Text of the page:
You have been to buy a business for sale for a long time and finally found the business of your dreams. You are about to start due diligence but do not know what to look at. You have only a short period of time, usually two weeks to ask for information, after which you are now starting to prepare a final purchase and sale agreement. Here is a partial list of things that you should review during your due diligence:
- internal financial statements for the current year and also the previous year
- review monthly sales to see if the business is seasonal or if there is an unusual increase in sales just prior to the listing of the business for sale
- external financial statements for the last three years plus corporate tax returns
- notice of assessments of the corporate taxes
- assessments from any sales taxes
- report from any audit which has taken place, including but not limited to sales taxes, worker compensation, Employers health tax, fire inspection etc.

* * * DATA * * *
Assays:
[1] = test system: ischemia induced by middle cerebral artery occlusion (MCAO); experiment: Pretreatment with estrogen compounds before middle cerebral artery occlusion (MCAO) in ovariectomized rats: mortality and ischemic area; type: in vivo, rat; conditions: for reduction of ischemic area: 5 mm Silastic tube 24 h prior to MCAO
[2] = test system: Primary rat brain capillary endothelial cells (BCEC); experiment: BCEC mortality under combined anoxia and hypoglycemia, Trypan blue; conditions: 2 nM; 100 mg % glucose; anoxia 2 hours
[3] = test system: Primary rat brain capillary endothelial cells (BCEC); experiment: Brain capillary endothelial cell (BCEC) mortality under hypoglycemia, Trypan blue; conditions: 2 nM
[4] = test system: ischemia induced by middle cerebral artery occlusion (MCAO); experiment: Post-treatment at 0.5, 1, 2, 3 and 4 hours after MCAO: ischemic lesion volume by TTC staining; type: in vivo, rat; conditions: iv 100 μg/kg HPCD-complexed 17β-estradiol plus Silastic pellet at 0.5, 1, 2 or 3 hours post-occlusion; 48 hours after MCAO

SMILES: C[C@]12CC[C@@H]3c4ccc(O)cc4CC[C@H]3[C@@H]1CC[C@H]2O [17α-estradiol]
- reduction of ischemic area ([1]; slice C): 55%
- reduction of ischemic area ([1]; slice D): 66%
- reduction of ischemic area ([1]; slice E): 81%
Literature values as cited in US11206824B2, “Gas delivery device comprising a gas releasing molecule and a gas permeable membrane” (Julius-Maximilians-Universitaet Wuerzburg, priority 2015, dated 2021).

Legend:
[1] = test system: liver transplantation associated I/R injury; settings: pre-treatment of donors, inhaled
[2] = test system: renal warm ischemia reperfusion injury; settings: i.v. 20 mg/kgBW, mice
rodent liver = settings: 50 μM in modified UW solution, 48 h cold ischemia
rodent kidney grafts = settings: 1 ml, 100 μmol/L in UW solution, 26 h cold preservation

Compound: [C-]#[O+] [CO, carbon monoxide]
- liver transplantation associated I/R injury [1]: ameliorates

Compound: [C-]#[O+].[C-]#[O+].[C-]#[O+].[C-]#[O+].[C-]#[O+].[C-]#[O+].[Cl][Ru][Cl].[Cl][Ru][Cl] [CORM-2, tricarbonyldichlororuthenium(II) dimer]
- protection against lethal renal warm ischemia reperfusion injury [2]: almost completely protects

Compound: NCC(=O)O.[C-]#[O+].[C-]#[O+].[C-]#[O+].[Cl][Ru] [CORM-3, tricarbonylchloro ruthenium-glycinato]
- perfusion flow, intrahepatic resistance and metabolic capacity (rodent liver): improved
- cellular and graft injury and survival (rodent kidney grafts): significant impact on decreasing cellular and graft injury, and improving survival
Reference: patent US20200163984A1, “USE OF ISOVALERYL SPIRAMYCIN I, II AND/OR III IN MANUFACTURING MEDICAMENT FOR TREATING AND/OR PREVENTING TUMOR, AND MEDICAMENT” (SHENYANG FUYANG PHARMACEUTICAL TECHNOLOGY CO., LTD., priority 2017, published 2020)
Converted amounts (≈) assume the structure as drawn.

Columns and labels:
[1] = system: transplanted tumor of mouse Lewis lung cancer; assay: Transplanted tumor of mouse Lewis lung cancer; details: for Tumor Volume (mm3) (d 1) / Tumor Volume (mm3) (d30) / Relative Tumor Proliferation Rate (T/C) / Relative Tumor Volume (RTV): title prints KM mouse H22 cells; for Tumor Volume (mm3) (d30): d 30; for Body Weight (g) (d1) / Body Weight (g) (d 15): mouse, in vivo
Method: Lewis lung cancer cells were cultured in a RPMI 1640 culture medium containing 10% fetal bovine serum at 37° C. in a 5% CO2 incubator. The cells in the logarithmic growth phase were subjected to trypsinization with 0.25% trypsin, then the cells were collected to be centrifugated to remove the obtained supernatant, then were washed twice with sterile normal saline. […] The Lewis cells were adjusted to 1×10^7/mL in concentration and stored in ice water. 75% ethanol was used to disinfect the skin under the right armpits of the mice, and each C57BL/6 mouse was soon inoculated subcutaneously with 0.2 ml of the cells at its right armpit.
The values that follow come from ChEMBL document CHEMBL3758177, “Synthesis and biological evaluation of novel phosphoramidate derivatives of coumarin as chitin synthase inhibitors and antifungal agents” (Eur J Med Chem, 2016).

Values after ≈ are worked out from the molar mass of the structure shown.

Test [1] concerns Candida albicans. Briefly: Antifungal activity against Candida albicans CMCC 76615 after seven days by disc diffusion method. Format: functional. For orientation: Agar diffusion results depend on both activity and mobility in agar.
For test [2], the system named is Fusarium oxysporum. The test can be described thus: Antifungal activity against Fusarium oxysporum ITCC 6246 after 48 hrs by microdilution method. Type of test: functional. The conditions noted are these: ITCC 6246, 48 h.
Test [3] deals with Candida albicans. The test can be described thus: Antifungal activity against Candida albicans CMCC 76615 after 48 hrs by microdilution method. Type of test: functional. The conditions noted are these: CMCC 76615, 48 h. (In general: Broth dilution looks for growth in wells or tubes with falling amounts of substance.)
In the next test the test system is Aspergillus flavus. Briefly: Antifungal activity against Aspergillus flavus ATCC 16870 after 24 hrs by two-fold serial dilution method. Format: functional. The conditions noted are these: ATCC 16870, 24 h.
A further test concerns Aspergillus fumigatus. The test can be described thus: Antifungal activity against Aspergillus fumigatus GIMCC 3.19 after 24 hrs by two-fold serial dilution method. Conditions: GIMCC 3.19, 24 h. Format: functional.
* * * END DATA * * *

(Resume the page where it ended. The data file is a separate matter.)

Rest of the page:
- copy of all leases
- review the clauses in the premise lease to determine if the lease is transferable and if the landlord has a clause which allows them to terminate the lease. Some leases state that the landlord must relocate you but some leases give the right to terminate the lease to the landlord. If the lease is terminated, is the business movable to another location?
- summary of top 10 suppliers and purchases from each one. Is there any economic dependence on the supplier?
- summary of top 10 customers and determine if there is economic risk if the top few customers leave. If one customer represents 70% of the sales, if they leave, the business may not survive. As a result, you may want to consider offering a vendor take back financing based on the customer staying for a three year period.
- find out who the competitors are and see what this company is doing differently
This is a partial list of what to look at during your due diligence. You may want to contact an accountant to assist you review and understand these documents.